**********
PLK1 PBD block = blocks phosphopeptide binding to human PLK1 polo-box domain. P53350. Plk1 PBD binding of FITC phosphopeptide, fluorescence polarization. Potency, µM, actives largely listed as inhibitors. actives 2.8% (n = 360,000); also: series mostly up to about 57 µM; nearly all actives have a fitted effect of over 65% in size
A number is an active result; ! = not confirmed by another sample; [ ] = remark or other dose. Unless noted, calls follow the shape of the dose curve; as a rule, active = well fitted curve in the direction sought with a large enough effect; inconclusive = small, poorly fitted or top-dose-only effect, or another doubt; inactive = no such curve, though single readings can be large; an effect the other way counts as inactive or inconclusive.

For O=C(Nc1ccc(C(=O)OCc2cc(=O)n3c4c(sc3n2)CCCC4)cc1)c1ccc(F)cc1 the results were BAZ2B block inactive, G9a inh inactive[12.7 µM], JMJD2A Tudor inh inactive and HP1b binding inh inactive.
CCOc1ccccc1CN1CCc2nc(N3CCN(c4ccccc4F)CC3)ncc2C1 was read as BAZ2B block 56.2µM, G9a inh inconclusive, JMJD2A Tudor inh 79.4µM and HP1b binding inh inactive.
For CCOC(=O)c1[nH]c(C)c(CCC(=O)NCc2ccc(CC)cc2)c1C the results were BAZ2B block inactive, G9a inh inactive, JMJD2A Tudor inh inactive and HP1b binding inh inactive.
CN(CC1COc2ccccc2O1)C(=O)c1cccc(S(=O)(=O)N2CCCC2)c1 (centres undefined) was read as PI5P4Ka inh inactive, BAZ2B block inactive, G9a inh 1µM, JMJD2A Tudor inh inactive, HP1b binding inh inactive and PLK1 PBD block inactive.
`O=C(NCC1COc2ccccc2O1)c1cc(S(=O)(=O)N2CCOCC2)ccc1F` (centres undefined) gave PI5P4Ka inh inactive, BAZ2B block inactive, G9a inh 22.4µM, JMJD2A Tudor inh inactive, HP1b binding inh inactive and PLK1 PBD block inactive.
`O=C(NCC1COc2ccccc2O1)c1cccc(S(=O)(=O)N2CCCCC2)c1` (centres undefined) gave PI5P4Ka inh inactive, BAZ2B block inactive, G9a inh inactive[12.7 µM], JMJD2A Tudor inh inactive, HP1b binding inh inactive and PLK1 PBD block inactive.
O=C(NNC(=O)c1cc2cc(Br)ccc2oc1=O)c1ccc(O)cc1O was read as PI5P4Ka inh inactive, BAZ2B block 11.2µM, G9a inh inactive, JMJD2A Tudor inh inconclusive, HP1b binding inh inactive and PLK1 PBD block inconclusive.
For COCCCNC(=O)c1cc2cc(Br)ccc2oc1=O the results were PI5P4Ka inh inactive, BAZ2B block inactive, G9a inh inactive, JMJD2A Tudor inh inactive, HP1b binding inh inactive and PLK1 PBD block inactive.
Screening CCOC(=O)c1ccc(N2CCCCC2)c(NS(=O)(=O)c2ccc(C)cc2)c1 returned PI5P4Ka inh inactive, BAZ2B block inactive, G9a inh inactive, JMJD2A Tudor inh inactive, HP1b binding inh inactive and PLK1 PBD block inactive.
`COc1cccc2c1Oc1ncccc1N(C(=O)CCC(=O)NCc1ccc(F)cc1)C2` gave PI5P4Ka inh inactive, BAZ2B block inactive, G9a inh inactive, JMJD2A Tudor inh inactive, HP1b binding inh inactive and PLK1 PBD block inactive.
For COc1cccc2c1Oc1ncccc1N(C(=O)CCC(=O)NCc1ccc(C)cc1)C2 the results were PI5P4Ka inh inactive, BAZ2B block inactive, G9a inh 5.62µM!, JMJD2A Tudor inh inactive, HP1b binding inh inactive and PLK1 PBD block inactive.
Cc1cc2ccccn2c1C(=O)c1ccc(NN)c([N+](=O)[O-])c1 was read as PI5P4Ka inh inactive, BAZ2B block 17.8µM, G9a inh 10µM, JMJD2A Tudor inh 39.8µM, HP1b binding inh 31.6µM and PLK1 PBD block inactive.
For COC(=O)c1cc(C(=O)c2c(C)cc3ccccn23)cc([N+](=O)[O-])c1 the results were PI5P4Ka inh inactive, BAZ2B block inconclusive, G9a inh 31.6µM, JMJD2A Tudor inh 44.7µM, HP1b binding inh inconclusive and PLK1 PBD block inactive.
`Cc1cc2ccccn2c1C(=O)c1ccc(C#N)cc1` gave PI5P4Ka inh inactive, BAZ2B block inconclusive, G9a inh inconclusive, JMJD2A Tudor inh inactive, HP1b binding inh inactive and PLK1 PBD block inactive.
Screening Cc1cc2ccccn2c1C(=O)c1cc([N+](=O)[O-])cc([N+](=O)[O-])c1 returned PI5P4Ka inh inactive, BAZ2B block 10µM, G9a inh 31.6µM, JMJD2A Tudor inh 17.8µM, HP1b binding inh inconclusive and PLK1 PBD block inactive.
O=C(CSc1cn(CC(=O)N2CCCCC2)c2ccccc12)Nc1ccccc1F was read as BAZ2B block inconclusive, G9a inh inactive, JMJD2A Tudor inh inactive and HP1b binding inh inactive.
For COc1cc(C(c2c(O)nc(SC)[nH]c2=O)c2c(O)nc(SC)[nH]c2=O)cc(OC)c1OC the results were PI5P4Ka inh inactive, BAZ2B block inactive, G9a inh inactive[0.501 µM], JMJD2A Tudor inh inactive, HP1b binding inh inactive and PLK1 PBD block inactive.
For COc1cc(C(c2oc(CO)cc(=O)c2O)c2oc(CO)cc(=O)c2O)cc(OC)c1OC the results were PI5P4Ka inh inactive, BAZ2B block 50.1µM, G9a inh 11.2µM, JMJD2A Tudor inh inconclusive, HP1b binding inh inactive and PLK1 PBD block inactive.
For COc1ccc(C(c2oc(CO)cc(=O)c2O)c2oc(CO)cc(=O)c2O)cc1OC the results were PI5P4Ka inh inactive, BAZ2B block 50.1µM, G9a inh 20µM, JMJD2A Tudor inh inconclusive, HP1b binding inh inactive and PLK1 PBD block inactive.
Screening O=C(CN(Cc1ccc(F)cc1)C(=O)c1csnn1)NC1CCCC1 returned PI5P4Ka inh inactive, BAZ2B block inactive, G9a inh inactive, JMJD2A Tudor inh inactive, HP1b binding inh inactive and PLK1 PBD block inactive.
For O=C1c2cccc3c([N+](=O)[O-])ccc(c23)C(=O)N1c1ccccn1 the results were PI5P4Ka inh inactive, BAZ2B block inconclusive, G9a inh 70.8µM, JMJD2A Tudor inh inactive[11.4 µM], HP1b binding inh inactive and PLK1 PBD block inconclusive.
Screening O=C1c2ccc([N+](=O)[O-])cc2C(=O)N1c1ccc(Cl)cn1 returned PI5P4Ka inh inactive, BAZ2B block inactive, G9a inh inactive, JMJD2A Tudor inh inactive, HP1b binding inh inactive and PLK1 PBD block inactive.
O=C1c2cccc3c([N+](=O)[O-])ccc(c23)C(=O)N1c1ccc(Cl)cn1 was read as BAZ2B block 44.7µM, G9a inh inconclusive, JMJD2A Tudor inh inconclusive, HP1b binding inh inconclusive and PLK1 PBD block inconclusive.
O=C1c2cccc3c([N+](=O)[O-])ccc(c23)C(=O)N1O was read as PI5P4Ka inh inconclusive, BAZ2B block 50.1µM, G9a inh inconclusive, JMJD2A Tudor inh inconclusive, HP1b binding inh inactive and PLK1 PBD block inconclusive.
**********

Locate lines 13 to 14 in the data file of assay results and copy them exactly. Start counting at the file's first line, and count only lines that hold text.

For COc1cccc2c1Oc1ncccc1N(C(=O)CCC(=O)NCc1ccc(C)cc1)C2 the results were PI5P4Ka inh inactive, BAZ2B block inactive, G9a inh 5.62µM!, JMJD2A Tudor inh inactive, HP1b binding inh inactive and PLK1 PBD block inactive.
Cc1cc2ccccn2c1C(=O)c1ccc(NN)c([N+](=O)[O-])c1 was read as PI5P4Ka inh inactive, BAZ2B block 17.8µM, G9a inh 10µM, JMJD2A Tudor inh 39.8µM, HP1b binding inh 31.6µM and PLK1 PBD block inactive.